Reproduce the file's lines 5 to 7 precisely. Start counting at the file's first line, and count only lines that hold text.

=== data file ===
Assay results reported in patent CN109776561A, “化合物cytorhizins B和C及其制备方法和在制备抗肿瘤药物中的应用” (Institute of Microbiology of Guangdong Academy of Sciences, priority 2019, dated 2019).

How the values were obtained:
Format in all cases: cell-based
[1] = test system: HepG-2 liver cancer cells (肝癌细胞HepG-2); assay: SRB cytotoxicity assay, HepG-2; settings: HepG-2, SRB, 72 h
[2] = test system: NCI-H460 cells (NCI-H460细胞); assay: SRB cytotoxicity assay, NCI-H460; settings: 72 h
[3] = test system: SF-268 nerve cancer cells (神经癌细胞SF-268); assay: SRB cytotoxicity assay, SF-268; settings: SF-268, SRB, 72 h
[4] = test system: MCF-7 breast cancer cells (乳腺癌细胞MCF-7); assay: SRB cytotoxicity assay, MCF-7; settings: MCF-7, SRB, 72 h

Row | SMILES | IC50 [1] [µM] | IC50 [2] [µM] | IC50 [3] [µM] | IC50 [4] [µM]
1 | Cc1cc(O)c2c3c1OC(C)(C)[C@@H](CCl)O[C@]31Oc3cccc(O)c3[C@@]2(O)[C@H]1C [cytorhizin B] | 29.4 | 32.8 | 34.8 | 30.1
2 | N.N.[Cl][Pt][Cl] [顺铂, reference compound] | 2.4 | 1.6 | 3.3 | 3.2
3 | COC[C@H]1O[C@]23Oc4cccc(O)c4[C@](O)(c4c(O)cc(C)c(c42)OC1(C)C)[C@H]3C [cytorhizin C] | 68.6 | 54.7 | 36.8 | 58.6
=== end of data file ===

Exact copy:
[2] = test system: NCI-H460 cells (NCI-H460细胞); assay: SRB cytotoxicity assay, NCI-H460; settings: 72 h
[3] = test system: SF-268 nerve cancer cells (神经癌细胞SF-268); assay: SRB cytotoxicity assay, SF-268; settings: SF-268, SRB, 72 h
[4] = test system: MCF-7 breast cancer cells (乳腺癌细胞MCF-7); assay: SRB cytotoxicity assay, MCF-7; settings: MCF-7, SRB, 72 h